Letter_to_the_Editor

Did you say yellow palm ?

Selma El Kadiri, Zakia Douhi, Rhizlane Chaoui, Sara Elloudi, Hanane Baybay, Fatima Zahra Mernissi

Department of Dermatology and Venereology, University Hospital Hassan II, Fez, Morocco

Corresponding author: Dr. Selma El Kadiri


Submission: 27.04.2020; Acceptance: 24.06.2020

DOI: 10.7241/ourd.2020e.67

Cite this article: El Kadiri S, Douhi Z, Chaoui R, Elloudi S, Baybay H, Mernissi FZ. Did you say yellow palm ? Our Dermatol Online. 2020;11(e):e67.1

Citation tools: 

     

Related Content

Copyright information
© Our Dermatology Online 2020. No commercial re-use. See rights and permissions. Published by Our Dermatology Online.


Sir,

A 24-year-old woman presented with orange discoloration of right palm that had begun one-day before (Fig. 1). The rest of her skin, sclera, and other mucous membranes were normally colored. She had no history of alimentary disturbance. She didn’t report any abdominal symptoms or modification in the color of her urine. She had eaten a large number of tomatoes and spinach for the last 2 days. She didn’t take any energy drinks. Blood examination including, She was advised to reduce the amount of spinach and tomatoes. The discoloration had faded several days after.

Figure 1: Yellow discoloration of the right palm.

Carotenoderma is a yellowish discoloration of the skin especially of the palms, soles, and central face which is sometimes seen in diabetic patients and patients with trisomy 21 [1]. It is more common in children and is not associated with the ingestion of carrots. It can be induced by oranges, squash, spinach, yellow corn, butter, eggs, pumpkin, yellow turnips, sweet potatoes, mango, and dried seaweeds. An excess intake of lycopene-rich foods (tomato, papaya) may induce lycopenemia and skin findings similar to carotenoderma. It is clinically apparent when serum carotene levels are three to four times normal [2]. The discoloration spares the sclera and mucosal surfaces, which can be used to differentiate this benign condition from jaundice. Elimination of the offending food results in normalization of skin color in 2 to 6 weeks. Carotenemia also occurs in diabetes mellitus and hypothyroidism due to impaired hepatic conversion of carotene to vitamin A. It has been reported in anorexia nervosa with undetermined etiology [3].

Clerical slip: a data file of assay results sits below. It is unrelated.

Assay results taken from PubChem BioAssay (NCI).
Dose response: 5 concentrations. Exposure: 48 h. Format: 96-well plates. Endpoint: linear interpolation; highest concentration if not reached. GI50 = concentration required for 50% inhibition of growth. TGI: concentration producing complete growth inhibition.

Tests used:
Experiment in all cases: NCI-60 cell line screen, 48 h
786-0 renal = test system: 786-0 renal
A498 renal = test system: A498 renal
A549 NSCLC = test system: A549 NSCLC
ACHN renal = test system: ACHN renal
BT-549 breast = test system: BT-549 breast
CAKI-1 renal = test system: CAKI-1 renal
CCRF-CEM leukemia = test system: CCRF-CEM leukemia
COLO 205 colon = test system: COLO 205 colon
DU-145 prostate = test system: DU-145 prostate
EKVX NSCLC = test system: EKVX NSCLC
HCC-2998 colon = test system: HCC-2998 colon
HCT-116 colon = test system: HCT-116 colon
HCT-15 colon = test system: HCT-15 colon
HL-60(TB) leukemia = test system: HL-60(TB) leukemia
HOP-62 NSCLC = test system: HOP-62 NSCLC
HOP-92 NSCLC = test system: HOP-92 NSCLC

Consent

The examination of the patient was conducted according to the Declaration of Helsinki principles.

The authors certify that they have obtained all appropriate patient consent forms. In the form the patient(s) has/have given his/her/their consent for his/her/their images and other clinical information to be reported in the journal. The patients understand that their names and initials will not be published and due efforts will be made to conceal their identity, but anonymity cannot be guaranteed.

REFERENCES

1. Priyadarshani AMB. Insights of hypercarotenaemia:A brief review. Clin Nutr ESPEN. 2018;23:19-24.

2. Korsaga/SoméN, Zoungrana/Ouédraogo A, KonatéI, Ouédraogo/Ouédraogo M, Patrice Tapsoba G, Sosso-Kargougou N, et al. [Skin disorders in preschool environment in the city of Ouagadougou (Burkina Faso):Epidemiological, clinical and therapeutic aspects]. Our Dermatol Online. 2019;10:e31.1-e31.8.

3. Ahluwalia J, Yan AC. Carotenoderma associated with a diet rich in red palm oil. Cutis. 2018;101:E4-E5.

Notes

Source of Support: Nil,

Conflict of Interest: None declared.

Request permissions
If you wish to reuse any or all of this article please use the e-mail (brzezoo77@yahoo.com) to contact with publisher.

Related Content:

Related Articles Search Authors in

      http://orcid.org/000-0003-3455-3810
 


CONTENT

SERVICES

Other Resources

Our Dermatology Online

Home
Current Issue
All Issues
Instruction for authors
Submit Manuscripts
Ethics in Publishing
For Reviewers
Readers
About
Editors & Publishers 
Statistics
Copyright
Contact Us